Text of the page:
• For stateful persistent services, a failure of a quorum or more of replicas causes Service Fabric to start waiting for the replicas to come back and restore quorum. This results in a service outage for any writes to the affected partition (or "replica set") of the service. However, reads may still be possible with reduced consistency guarantees. The default amount of time that Service Fabric waits for quorum to be restored is infinite, since proceeding is a (potential) data loss event and carries other risks. Overriding the default QuorumLossWaitDuration value is possible but is not recommended. Instead at this time, all efforts should be made to restore the down replicas. This requires bringing the nodes that are down back up, and ensuring that they can remount the drives where they stored the local persistent state. If the quorum loss is caused by process failure, Service Fabric automatically tries to recreate the processes and restart the replicas inside them. If this fails, Service Fabric reports health errors. If these can be resolved then the replicas usually come back. Sometimes, though, the replicas can't be brought back. For example, the drives may all have failed, or the machines physically destroyed somehow. In these cases, we now have a permanent quorum loss event. To tell Service Fabric to stop waiting for the down replicas to come back, a cluster administrator must determine which partitions of which services are affected and call the Repair-ServiceFabricPartition -PartitionId or System.Fabric.FabricClient.ClusterManagementClient.RecoverPartitionAsync(Guid partitionId) API. This API allows specifying the ID of the partition to move out of QuorumLoss and into potential dataloss.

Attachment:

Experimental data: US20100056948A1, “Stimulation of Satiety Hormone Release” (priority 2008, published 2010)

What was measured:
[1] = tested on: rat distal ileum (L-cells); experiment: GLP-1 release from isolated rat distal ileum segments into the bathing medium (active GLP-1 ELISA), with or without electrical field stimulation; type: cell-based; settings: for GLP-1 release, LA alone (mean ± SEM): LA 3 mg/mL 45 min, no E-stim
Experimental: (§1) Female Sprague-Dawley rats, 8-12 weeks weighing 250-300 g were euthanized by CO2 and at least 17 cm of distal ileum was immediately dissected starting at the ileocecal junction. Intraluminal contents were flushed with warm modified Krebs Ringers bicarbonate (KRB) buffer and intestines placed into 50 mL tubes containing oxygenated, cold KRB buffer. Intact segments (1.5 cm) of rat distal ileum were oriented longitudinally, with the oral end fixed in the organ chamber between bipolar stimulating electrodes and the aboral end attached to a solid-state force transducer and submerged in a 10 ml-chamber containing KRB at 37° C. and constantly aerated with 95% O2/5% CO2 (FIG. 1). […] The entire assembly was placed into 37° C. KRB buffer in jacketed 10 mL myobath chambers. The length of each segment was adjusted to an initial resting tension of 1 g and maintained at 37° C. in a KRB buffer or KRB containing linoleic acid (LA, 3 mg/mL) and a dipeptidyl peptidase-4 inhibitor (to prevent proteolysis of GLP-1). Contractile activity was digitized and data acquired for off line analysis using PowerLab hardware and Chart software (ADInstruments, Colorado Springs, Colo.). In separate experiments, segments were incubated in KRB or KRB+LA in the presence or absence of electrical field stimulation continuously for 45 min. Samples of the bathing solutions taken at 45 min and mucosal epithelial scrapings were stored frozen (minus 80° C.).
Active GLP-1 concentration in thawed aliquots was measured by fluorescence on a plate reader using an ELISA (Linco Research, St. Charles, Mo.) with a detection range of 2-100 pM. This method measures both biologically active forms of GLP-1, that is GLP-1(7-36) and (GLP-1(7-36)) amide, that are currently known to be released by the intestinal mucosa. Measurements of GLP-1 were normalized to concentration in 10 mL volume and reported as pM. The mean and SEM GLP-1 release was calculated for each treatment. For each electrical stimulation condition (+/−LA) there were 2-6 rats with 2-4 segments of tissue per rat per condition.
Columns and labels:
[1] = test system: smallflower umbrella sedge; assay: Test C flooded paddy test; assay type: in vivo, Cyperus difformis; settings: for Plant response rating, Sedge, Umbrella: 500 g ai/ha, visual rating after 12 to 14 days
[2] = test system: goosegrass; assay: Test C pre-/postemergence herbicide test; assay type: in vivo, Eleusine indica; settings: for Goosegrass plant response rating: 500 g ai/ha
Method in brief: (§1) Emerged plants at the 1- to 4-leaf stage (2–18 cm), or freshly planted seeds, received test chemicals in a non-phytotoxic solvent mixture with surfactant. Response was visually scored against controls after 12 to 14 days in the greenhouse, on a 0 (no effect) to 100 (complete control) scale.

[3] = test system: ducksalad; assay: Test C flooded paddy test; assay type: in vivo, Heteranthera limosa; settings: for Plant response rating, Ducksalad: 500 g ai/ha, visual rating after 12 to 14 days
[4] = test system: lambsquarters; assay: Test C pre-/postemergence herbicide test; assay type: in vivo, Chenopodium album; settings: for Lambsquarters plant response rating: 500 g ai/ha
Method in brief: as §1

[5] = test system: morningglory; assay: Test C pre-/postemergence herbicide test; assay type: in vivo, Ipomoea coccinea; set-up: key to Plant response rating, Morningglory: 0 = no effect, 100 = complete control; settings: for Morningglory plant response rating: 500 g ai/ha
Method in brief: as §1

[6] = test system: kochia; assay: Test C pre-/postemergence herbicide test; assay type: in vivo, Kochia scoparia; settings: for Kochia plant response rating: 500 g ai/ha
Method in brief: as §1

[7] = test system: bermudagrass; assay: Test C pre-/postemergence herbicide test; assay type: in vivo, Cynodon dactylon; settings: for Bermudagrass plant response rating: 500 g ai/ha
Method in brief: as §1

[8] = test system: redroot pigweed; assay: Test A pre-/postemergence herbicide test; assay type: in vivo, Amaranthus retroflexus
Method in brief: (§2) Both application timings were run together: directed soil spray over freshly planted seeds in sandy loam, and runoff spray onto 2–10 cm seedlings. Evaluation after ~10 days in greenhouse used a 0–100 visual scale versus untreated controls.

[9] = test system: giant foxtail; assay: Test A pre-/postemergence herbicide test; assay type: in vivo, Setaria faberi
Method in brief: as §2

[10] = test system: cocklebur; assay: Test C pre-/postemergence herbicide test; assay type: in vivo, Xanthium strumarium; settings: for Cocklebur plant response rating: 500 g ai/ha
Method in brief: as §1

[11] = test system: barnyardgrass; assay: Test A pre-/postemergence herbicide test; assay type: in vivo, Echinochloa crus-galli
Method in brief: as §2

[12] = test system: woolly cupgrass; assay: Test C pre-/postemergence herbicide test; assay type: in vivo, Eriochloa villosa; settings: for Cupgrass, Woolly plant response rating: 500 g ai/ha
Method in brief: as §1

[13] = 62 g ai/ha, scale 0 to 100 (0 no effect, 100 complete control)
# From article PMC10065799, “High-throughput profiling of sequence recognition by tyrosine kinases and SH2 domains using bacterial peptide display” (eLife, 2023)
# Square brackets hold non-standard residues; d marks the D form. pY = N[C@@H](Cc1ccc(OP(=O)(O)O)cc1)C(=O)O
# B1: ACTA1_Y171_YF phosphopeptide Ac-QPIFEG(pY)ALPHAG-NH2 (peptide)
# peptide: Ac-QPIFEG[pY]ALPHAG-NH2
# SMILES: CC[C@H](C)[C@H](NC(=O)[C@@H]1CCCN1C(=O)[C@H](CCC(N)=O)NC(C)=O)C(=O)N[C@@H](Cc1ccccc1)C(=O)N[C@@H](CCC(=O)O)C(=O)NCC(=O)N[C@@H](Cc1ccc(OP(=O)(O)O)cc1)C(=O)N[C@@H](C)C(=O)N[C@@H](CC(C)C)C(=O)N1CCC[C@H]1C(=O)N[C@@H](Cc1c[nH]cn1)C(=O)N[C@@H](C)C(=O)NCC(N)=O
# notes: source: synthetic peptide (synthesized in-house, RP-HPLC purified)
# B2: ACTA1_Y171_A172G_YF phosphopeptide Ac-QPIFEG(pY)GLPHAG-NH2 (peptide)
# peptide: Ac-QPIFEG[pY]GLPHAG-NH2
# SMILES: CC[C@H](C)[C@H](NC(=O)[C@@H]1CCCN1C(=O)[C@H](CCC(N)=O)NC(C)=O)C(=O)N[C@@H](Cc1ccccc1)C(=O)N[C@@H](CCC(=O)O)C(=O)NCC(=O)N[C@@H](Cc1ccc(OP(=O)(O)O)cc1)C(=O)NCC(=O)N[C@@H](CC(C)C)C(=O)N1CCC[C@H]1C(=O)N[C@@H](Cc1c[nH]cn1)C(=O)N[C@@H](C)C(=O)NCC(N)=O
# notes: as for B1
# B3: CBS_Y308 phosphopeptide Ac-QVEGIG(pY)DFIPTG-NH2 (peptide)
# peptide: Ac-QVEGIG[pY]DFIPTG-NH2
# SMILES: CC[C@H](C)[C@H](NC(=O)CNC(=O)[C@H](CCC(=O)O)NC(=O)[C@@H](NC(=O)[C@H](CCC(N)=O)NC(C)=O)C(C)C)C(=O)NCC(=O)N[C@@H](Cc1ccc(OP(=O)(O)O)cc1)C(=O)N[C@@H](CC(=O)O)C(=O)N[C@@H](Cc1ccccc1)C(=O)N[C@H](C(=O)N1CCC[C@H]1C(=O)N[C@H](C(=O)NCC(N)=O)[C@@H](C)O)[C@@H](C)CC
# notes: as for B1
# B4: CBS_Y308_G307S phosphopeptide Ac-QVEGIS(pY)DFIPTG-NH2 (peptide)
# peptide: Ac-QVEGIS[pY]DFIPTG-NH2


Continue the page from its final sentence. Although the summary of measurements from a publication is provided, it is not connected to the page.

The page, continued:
It is never safe to use this API other than in a targeted way against specific partitions.

  3. Determining if there has been actual data loss, and restoring from backups

    • When Service Fabric calls the OnDataLossAsync method, it is always because of suspected data loss. Service Fabric ensures that this call is delivered to the best remaining replica. This is whichever replica has made the most progress. The reason we always say suspected data loss is that it is possible that the remaining replica actually has all same state as the Primary did when it went down. However, without that state to compare it to, there's no good way for Service Fabric or operators to know for sure. At this point, Service Fabric also knows the other replicas are not coming back. That was the decision made when we stopped waiting for the quorum loss to resolve itself. The best course of action for the service is usually to freeze and wait for specific administrative intervention. So what does a typical implementation of the OnDataLossAsync method do?
    • First, log that OnDataLossAsync has been triggered, and fire off any necessary administrative alerts.
    • Usually at this point, to pause and wait for further decisions and manual actions to be taken. This is because even if backups are available they may need to be prepared. For example, if two different services coordinate information, those backups may need to be modified in order to ensure that once the restore happens that the information those two services care about is consistent.
    • Often there is also some other telemetry or exhaust from the service. This metadata may be contained in other services or in logs. This information can be used needed to determine if there were any calls received and processed at the primary that were not present in the backup or replicated to this particular replica. These may need to be replayed or added to the backup before restoration is feasible.